Gov. Laura Kelly on Friday announced the hiring of a city official from Lawrence to take the helm of the state’s beleagured Labor Department.
Kelly announced that she had hired Amber Shultz as the new labor secretary, replacing Acting Secretary Brett Flachsbarth and Ryan Wright who held the acting job earlier.
Shultz most recently worked as the general manager of the Municipal Services and Operations Department for the city of Lawrence.
She takes the reins of a troubled agency grappling with climbing unemployment insurance fraud and a flood of phone calls from Kansans upset that they can’t get their benefits.
“When we began the search for the permanent secretary of the Kansas Department of Labor, we knew we needed someone who could both lead the agency in its continued efforts to improve services for unemployed Kansans and oversee a complete overhaul of the out-of-date IT system,” Kelly said in a statement.
“Amber has a wealth of leadership experience when it comes to technology and innovation, and I have no doubt she will hit the ground running at the Department of Labor as we work to modernize the unemployment insurance system.”
Shultz also worked as the deputy director of public works for the city of Topeka, assistant information technology director for Jackson County, Missouri and department manager for the civil enginering firm, AECOM.
She started her career as a web portal manager for the Kansas Data Access and Support Center at the Kansas Geological Survey.
She has a master’s degree in business administration from the University of Kansas and a bachelor’s in anthropology from KU as well.
Shultz comes to the job facing a Leislature that has grown increasingly frustrated with the agency for its inability to address angry constituents who are unable to reach the agency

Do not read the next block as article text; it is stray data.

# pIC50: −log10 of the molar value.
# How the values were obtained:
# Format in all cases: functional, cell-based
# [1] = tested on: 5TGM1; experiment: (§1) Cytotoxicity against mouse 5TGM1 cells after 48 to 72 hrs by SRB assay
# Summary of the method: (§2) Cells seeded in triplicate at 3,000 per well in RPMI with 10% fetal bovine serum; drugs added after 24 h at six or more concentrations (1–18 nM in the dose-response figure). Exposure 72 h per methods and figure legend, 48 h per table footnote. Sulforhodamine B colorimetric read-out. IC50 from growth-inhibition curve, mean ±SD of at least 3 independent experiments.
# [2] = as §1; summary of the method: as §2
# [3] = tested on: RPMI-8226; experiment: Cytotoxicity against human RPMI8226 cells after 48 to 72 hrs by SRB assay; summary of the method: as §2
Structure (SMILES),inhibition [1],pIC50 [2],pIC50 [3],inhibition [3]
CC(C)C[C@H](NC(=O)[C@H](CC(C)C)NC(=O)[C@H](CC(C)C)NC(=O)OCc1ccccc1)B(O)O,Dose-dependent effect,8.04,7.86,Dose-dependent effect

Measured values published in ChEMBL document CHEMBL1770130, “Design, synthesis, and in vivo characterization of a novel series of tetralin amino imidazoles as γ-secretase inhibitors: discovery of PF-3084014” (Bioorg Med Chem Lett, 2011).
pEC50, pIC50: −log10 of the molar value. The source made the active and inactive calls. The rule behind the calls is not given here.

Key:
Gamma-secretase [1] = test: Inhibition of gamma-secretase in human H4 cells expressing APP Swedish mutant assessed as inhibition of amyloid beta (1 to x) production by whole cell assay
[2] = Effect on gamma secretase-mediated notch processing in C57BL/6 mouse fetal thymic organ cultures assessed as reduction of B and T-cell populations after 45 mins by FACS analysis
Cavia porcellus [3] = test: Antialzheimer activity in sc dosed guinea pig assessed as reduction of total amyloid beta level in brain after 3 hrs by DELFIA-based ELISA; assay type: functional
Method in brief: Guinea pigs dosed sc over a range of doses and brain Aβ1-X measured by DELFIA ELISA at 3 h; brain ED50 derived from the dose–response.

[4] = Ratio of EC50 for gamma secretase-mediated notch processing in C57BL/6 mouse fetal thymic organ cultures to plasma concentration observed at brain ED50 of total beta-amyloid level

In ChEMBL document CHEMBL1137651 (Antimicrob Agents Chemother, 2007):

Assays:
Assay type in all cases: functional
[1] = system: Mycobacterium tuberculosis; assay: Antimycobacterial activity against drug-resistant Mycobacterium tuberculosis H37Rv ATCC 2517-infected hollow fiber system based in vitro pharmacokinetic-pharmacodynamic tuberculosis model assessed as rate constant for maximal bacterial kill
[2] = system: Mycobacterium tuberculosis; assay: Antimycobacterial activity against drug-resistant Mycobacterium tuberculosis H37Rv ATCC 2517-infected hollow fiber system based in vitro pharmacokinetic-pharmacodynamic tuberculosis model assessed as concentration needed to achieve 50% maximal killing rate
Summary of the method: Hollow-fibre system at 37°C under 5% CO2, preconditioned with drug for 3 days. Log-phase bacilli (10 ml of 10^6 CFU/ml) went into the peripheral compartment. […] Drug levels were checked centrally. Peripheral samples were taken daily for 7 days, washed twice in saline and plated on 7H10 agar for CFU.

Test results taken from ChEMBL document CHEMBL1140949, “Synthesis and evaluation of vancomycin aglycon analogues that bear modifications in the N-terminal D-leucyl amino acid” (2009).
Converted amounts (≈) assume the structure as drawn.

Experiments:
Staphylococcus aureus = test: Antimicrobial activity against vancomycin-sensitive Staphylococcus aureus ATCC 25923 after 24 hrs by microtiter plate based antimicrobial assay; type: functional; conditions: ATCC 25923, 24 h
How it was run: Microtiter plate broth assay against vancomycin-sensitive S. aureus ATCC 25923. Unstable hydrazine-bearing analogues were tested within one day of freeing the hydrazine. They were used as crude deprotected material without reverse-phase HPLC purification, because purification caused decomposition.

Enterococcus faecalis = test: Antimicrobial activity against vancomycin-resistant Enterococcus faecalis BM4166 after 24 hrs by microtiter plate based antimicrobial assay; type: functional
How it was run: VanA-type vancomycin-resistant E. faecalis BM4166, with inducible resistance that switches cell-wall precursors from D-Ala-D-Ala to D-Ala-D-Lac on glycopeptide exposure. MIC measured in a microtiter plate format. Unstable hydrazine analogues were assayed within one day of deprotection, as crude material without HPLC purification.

Earlier this week, lawmakers vented their anger toward the Labor Department amid mushrooming unemployment fraud claims and a flood of questions from constituents complaining that they can’t reach anyone at the agency.
Members on the House Appropriations Committee demanded more answers for taxpayers who are swamping them with emails – early in the morning and late at night – about their unemployment claims.
“I’ve had numerous calls from individuals in my district – even people from outside of my district – needing assistance with the Department of Labor and this has been going on for months,” said Rep. Troy Waymaster, chair of the committee.
“The communication, in my opinion, is horrible,” he said. “As somebody who began his corporate career in customer service, it’s detestable. This is not customer service.”
They are also growing angry over their inability to get their arms around the amount of fraudulent claims are costing the state.
Republican lawmakers have pressed the Labor Department repeatedly to estimate how much it has paid out in fraudulent claims without getting an answer.
Labor officials have said they are working to assemble that information as part of a state legislative audit into the fraud claims.
House leadership had planned to introduce a bill that would hold businesses, universities, school districts and nonprofits harmless for any fraudulent claims paid out on their behalf.